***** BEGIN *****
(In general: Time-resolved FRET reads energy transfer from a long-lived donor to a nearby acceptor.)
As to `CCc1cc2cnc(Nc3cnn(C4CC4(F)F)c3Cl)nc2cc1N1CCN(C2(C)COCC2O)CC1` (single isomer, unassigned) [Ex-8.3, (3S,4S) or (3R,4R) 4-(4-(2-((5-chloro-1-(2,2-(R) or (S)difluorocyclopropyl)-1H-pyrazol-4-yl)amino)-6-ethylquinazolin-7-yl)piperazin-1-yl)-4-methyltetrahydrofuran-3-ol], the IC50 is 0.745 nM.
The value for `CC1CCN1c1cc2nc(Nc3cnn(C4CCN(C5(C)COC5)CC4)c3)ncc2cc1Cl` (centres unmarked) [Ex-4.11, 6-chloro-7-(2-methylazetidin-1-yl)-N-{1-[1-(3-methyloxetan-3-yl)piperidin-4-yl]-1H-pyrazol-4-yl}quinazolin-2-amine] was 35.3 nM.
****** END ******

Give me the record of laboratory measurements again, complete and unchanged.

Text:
(In general: Time-resolved FRET reads energy transfer from a long-lived donor to a nearby acceptor.)
As to `CCc1cc2cnc(Nc3cnn(C4CC4(F)F)c3Cl)nc2cc1N1CCN(C2(C)COCC2O)CC1` (single isomer, unassigned) [Ex-8.3, (3S,4S) or (3R,4R) 4-(4-(2-((5-chloro-1-(2,2-(R) or (S)difluorocyclopropyl)-1H-pyrazol-4-yl)amino)-6-ethylquinazolin-7-yl)piperazin-1-yl)-4-methyltetrahydrofuran-3-ol], the IC50 is 0.745 nM.
The value for `CC1CCN1c1cc2nc(Nc3cnn(C4CCN(C5(C)COC5)CC4)c3)ncc2cc1Cl` (centres unmarked) [Ex-4.11, 6-chloro-7-(2-methylazetidin-1-yl)-N-{1-[1-(3-methyloxetan-3-yl)piperidin-4-yl]-1H-pyrazol-4-yl}quinazolin-2-amine] was 35.3 nM.